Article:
Worth Reading: Lukaszewski on Crisis Communication: What Your CEO Should Know About Reputation Risk and Crisis Management

However far I may be able to see, it is because I stand on others’ shoulders.  And there’s no set of shoulders that has allowed me to see as far and as well as Jim Lukazewski’s.

Crisis Guru Jim Lukaszewski

Crisis Guru Jim Lukaszewski

I’ve had the good fortune to know and work with Jim for more than 25 years.

Jim has been my friend, my mentor, and my colleague since I was just exploring the world of crisis communication in the mid-80s.  He was the first to publish my musings on crises (in 1988).  And when I decided to start my own firm, eleven years ago, I sought his guidance and counsel.  And he was both generous and helpful.

Although both our firms are in the crisis management, crisis communication, and executive leadership businesses, we aren’t competitors.  We share some clients; we refer other clients to each other.  And we back each other up where necessary.  We have taught together, and written together.  And we also point to each other’s writing.  I’ve blurbed his last three books.  He has blurbed my latest; I’ve quoted him in my last two books.

And I’ve taught from his prior books, including Why Should the Boss Listen to You? Seven Disciplines of the Trusted Strategic Advisor, which is a favorite with both my clients and my students.  (The three-minute drill is particularly helpful — buy the book and look it up; it will be worth it.)

If there’s one powerful, memorable ingredient in Jim’s long career as a trusted advisor, it is his ability to quickly develop novel strategies and approaches to crisis and media relations problems that one can only define as unconventional wisdom.  You can follow his Crisis Guru blog here

 

Jim’s Latest: A Tour de Force

Now Jim is out with a tour de force: “Lukaszewski on Crisis Communication, What Your CEO Should Know About Reputation Risk And Crisis Management.”

 

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This is a must-read for anyone interested in crisis communication or in protecting reputation.

If you’re looking for traditional advice on managing crisis situations, buy another book.  If you want to actually make a difference, buy this book.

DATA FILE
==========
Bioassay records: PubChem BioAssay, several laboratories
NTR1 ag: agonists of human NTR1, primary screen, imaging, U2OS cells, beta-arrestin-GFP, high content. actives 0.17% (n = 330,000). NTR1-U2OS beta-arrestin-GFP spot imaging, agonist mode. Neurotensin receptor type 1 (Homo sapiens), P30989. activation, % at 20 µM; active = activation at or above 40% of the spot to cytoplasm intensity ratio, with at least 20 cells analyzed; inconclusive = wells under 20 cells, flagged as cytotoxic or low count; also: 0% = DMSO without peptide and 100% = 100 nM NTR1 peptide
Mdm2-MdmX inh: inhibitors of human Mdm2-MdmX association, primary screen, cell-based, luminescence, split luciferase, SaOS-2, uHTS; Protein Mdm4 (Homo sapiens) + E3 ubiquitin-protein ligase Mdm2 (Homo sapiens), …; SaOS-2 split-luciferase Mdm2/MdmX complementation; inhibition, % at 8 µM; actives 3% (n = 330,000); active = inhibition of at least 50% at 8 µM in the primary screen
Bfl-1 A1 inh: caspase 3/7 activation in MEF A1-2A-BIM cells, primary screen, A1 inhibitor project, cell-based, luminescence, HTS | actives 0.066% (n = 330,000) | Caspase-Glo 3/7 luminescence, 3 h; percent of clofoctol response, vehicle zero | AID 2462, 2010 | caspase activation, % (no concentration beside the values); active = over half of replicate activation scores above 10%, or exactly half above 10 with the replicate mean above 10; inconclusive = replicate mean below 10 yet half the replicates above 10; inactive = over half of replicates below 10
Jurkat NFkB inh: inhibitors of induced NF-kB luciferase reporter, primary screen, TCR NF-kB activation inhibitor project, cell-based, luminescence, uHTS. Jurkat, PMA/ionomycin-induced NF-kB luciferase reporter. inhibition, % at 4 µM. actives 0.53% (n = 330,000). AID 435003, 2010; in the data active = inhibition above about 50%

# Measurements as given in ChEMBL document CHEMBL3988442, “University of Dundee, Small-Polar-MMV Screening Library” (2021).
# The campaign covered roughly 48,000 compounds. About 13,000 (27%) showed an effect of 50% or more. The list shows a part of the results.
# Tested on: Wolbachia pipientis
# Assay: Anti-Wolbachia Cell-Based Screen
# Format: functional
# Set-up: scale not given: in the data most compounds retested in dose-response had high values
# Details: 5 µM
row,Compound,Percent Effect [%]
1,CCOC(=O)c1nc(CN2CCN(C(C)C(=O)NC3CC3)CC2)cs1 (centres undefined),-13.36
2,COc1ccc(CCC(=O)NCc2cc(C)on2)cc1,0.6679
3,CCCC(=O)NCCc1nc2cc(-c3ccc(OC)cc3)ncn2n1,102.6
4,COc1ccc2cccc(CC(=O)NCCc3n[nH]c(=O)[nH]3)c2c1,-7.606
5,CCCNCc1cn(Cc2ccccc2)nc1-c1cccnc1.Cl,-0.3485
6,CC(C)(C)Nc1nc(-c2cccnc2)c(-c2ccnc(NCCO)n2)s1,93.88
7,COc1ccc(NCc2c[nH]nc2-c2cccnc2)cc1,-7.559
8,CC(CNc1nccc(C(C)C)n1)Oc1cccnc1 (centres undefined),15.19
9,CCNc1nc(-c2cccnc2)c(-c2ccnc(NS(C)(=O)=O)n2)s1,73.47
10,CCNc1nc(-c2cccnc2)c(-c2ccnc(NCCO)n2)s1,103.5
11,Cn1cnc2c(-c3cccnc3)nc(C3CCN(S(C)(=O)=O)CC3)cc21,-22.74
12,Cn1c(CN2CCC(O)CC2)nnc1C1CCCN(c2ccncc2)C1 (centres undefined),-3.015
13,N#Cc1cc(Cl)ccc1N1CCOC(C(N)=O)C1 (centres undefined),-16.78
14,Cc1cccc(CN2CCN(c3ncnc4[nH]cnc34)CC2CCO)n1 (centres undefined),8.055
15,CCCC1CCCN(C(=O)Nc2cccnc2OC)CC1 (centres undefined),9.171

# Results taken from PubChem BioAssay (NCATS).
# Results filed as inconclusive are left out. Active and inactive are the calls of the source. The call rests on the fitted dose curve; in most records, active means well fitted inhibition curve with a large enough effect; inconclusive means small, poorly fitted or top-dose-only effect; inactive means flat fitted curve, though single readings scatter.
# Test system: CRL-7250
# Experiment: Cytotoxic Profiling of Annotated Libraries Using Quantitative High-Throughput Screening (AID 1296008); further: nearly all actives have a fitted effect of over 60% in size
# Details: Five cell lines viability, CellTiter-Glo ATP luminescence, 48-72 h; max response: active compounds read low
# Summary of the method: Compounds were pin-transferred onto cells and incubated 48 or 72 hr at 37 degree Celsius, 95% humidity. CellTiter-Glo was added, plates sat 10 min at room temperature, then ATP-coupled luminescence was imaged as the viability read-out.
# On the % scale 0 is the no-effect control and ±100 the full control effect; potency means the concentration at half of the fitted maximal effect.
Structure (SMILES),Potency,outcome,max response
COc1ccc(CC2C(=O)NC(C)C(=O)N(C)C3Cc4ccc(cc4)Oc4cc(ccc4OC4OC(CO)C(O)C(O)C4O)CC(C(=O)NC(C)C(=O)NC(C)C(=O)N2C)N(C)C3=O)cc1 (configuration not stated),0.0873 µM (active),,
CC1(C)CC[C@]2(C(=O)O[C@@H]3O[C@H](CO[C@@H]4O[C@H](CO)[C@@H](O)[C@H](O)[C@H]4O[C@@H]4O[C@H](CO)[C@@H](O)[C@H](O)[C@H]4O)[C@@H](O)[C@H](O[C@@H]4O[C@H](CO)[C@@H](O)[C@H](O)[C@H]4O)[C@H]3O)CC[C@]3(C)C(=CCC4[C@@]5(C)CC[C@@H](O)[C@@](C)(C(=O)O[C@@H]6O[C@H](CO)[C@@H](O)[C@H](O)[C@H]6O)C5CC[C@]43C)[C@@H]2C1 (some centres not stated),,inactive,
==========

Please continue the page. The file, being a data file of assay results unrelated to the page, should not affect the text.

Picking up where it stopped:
Here’s just a sampling:

  • His focus on the needs and healing processes of victims is a breakthrough perspective on understanding stakeholders affected by a crisis.
  • His web based technique of correction, clarification and commentary is a powerful example of how you can manage your own destiny in crisis, working around the news media even more than you work directly with the news media.  CEOs love it, even lawyers like it.  Employees remain calmer.
  • Jim’s strategies for working as equals with Attorneys, accelerating legal settlements, apology, and victim management break new ground in management strategy and reputation recovery.
  • You’ll be surprised by his Truth Index for assessing the validity of news stories, blogs, and social media commentary.
  • His pragmatic, sensible yet remarkable approaches to dealing with the news media, and the bosses who believe they are terrific communicators, by giving them interesting and powerful alternative approaches.
  • He is a master at managing encounters with activists and emotionalized audiences and constituencies.
  • His chapter on social media puts the use of these new methods of communication in a powerful new context for crisis communications.

But, most of all, to use Jim’s own words, his approaches to crisis management and leadership and organizational recovery are “simple, sensible, sincere, constructive, positive and ethical.”

Working and learning from Jim, which I’ve been doing most of my career, is something all crisis managers and strategic advisors need to experience.  If you’re looking to have a more interesting, powerful and influential career, and crises are in your future, this is the book to buy, now. He is a practitioner’s practitioner.

If you want to be heard, to provide recommendations and innovative approaches that will enhance your influence and access, help keep everyone more calm and focused, “Lukaszewski on Crisis Communication, What Your CEO Should Know About Reputation Risk And Crisis Management” will be your daily desk reference.

 

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Posted on: April 5, 2013
Posted by: Fred

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